There was a 92.8% response rate to the survey (39 out of 42 cities). Survey results were entered into a database and organized question by question. Some of the key findings are presented below, in tables and maps for making comparisons across D/FW municipalities. Table 1 lists the number of cities in various provider and waste management categories.
Table 1. Cities Participating in Landscape Waste Programs in Dallas/Fort Worth
No. of Cities (out of 39)
Population (out of 3,583,550)
Cities that use a provider for municipal residential solid waste collection
Cities or contractors that compost solid waste or biosolids
Cities that ban grass clippings
Cities or contractors that collect brush clippings separate from garbage
Cities or contractors that "chip" brush collected separately from garbage
Cities that participate in centralized composting for landscape waste
Cities that participate in vermicomposting (demonstration or educational sites)
Cities that participate in promotional backyard composting campaigns
Cities that distribute backyard compost bins at no cost to citizens
Figure 1 depicts 25 of the surveyed cities (64%) contracting with a provider to collect solid waste. Outside providers serve most of the western half of the study area, while Dallas and surrounding communities manage their own waste.
Nine cities compost solid waste or biosolids, representing 23% of those surveyed. Seven out of nine of these cities provide their own collection services, while the balance use a provider for collection services (Figure 2).
Twenty-five cities (nearly 64%) have participated in some form of community backyard educational composting (Figure 3).
Twenty-two cities, or 56%, collect brush separately from garbage (Figure 4). A large portion of the eastern region (nine cities or 23%) chips collected brush, while two cities (5%) to the north actively compost chipped brush. Seven cities chip and landfill (18%), and two cities simply compost collected brush (5%). Nineteen cities landfill all brush (49%).
Six cities, or 15%, have initiated bans on the collection of grass clippings. Many of these cities ask residents to leave the grass clippings on lawns, or dispose of them in separate biodegradable bags. A large majority of the cities that ban grass clippings also collect brush separately.
Discussion and Recommendations
The preceding maps clearly show that in cities using waste providers, landscape waste management practices are not widely used. In contrast, where cities operate their own landfills, there is greater benefit to extending the life of landfills, and landscape waste management is more widely practiced. This trend could be reversed if cities required providers to use alternative waste management practices. Creating more public demand for recycled wood fiber could provide an economic incentive for providers to divert waste from landfills.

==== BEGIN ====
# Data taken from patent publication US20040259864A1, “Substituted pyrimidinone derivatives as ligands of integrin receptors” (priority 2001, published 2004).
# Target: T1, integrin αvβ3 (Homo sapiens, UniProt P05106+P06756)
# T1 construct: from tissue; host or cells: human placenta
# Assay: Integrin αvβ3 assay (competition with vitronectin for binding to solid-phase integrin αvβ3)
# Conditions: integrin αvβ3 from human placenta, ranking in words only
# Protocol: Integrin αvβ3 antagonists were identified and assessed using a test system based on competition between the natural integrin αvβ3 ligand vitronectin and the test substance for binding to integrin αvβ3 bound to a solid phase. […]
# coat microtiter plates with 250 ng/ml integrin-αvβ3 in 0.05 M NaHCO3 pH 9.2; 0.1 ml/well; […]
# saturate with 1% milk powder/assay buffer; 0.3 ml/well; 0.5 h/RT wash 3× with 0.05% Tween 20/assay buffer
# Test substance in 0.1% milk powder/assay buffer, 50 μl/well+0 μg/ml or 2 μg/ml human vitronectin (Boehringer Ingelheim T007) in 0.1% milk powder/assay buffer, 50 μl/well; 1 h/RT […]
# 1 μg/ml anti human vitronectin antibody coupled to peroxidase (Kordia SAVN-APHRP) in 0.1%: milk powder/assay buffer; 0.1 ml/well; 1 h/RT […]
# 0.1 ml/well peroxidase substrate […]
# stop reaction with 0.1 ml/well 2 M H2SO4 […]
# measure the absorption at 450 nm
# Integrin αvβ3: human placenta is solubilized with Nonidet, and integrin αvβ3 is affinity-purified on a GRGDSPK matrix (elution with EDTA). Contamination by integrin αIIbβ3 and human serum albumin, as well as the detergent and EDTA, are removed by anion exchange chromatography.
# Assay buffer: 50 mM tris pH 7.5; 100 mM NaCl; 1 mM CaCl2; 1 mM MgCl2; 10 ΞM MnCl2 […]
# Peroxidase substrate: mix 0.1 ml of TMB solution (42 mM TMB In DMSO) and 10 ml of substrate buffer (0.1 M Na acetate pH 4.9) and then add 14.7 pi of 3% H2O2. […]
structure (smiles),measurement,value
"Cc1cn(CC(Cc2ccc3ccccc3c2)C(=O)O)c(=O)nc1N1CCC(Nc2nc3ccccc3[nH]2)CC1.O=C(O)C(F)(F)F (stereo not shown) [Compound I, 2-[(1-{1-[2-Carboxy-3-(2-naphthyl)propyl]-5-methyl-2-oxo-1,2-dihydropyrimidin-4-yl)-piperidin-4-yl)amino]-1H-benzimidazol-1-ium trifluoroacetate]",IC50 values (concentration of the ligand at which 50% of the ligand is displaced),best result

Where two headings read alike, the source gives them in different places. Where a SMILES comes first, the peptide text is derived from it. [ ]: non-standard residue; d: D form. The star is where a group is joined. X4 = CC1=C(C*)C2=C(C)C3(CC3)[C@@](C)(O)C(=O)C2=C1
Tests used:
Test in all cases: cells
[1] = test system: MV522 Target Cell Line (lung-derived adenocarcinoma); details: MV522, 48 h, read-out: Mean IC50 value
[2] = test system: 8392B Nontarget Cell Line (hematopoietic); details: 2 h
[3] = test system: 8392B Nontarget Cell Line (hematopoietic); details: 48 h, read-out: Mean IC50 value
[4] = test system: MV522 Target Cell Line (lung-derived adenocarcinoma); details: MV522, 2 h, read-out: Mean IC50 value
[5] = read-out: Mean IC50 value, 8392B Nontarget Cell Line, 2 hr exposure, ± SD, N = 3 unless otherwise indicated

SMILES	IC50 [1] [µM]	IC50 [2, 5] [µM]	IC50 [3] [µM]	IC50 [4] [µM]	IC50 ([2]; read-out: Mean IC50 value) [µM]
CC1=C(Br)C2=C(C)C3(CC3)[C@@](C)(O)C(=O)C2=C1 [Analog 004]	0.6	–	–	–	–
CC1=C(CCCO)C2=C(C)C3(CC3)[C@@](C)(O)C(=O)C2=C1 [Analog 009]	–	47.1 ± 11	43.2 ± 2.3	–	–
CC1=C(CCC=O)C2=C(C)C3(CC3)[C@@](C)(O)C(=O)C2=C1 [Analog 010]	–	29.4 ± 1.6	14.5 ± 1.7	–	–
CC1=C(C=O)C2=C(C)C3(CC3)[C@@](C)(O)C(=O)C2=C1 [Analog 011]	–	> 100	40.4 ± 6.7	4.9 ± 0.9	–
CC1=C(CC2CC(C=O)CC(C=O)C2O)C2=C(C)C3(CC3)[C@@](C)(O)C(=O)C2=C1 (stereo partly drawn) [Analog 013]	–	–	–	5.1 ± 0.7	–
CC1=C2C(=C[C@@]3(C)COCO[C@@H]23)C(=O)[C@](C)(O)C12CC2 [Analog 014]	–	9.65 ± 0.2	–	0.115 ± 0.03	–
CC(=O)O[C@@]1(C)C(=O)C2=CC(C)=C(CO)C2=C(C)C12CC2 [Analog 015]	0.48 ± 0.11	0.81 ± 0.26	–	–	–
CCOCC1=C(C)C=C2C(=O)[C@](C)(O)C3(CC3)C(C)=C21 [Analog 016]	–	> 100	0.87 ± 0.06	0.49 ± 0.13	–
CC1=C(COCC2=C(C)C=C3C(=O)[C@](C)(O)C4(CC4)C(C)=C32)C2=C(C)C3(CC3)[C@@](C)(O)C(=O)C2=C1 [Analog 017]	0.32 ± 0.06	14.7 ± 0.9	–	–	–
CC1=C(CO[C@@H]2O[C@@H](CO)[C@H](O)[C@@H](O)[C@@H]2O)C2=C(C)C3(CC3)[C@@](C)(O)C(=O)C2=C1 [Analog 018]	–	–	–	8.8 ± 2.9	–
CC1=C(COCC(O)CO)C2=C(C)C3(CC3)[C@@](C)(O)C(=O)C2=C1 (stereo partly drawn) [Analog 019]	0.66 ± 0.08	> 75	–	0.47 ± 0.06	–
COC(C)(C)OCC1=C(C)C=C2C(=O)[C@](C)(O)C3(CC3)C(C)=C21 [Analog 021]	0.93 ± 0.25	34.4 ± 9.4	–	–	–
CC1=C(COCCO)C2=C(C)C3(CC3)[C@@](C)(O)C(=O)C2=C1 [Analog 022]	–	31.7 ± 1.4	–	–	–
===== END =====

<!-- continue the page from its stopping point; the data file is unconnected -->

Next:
Most of the cities in the study area have a keen interest in diverting yardwaste from landfills, as suggested by a 64% participation rate in the master composting/educational program and brush clippings map. These interests, however, are generally not being implemented when cities use outside providers for landfilling.
Yard and landscape waste account for nearly 15% of the MSW stream. Therefore, its diversion away from landfills could save a substantial amount of space, extending the life of regional landfills. For cities seeking to create new programs, combining elements of backyard composting education programs with centralized processing stations for chipping and composting would be an effective strategy. Cities could draw upon past successful projects in designing programs suited to their individual needs.
Regional partnerships that encourage city collaboration could result in cost sharing and help to increase the demand for composted materials. Such partnerships would also enhance regional education endeavors and promote regional composting facilities. Additionally, partnerships could help foster regional bans on grass clippings and policies requiring separate collection of brush, which could then be chipped and/or composted in centralized regional facilities.
As a result of an apparent perception of abundant landfill space, private collection providers generally landfill instead of recycle landscape waste in the D/FW region. Because many cities have access to only one landfill, programs encouraging the diversion of yard and landscape waste away from landfills are becoming more widespread. Comparisons of analysis from national programs to local ones in the D/FW area indicate similarities among all programs and all share common purposes. Regardless of similarities between programs, municipalities continue to operate independently of one another. Partnering to build new programs could facilitate more comprehensive agendas, which may be the most effective way to extend the life of regional landfills. Collaborative efforts addressing a regional problem with regional solutions have the potential to extend the operational life of landfills
Author's Bio: Paul F. Hudak is with the Department of Geography